$ ./hello
  • 32 bit General Registers: EAX,EBX,ECX,EDX
  • int is an interrupt. 0x80 informs the kernel it needs to do the action being held inside eax. The action is known as a ‘system call’.
  • System call 1 forces a program to exit
  • System call 4 forces a program to print
  • 64 bit General Registers: RAX, RDI, RSI, RDX

Intel Syntax: mov eax, 1 Instruction, Destination, Source

AT&T Syntax: mov $4, %eax Instruction, Source, Destination

Intel syntax uses inference to decided the amount of data which is moved and the addressing mode comes from the operands themselves. AT&T syntax supports using suffixes at the end of the instruction set to signify the size of the data. This is not mandatory. The real explicitness of AT&T syntax comes from the use of the $ and % symbols. $ means immediate addressing. Without the $ it would fetch the value found at memory address 1. The % means use the register and makes sure the system not to use the symbol (labeled memory address).


  • l - long 32 bits
  • w - word 16 bits
  • q - quad-word 64 bits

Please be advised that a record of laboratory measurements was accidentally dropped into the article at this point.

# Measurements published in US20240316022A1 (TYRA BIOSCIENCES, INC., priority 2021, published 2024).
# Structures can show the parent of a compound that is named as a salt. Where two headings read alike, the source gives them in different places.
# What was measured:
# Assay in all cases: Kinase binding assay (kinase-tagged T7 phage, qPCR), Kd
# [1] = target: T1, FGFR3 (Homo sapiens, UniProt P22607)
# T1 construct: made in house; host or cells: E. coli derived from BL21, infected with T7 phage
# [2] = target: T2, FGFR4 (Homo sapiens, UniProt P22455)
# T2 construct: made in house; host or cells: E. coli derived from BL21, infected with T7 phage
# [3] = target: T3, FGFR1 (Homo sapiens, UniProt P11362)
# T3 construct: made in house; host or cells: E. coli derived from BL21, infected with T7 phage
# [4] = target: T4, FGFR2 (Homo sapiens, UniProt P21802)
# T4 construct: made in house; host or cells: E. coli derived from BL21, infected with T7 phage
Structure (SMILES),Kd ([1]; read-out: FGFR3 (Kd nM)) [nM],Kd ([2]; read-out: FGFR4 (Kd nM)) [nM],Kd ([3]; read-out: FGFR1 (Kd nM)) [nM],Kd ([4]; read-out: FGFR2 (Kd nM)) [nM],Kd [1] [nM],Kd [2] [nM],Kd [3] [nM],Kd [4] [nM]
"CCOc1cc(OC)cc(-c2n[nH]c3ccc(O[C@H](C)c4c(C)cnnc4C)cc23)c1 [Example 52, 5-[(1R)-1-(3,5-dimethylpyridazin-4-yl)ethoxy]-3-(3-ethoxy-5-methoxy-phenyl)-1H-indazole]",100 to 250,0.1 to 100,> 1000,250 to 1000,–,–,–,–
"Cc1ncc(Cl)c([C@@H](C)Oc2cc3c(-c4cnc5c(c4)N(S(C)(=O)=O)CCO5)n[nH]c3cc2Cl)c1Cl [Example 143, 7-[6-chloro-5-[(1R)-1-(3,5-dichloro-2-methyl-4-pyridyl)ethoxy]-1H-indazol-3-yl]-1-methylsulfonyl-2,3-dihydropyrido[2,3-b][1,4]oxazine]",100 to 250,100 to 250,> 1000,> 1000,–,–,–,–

• b - single byte


Data must be stored in memory and accessed as necessary by the processor. Reading data from and storing data inside memory is a slow process relatively speaking. The process itself requires data to be moved across the bus and into a memory storage before then traversing the same bus in the opposite direction when the data is needed again. Moving information between ram and cpu is slow.

Registers exist to speed up processor operations by making memory storage allocation available within the cpu itself. Registers store data elements for processing without ever having to traverse the bus and access memory. This means we have a limited number of spots where we can store information within the cpu itself.

64 bit architecture enjoys the benefits of a large number of registers. However it should be wise to remember that IA-64 assembly language was deliberately designed with the intention that compilers will conduct the majority of code writing and that humans will do little if any interaction in assembly. This is important to remember. In modern systems, compilers and high level programs can now do an excellent job in taking advantage of hardware and is easily able to conduct a large sum of optimization without the user needing to get involved.

Logical Instructions


AND is used for supporting logical expressions by performing bitwise AND operations. This operation will return 1 if the matching bits from both operands are 1, else it returns 0. Does this sound similar to a logic gate? It should as they operate the same.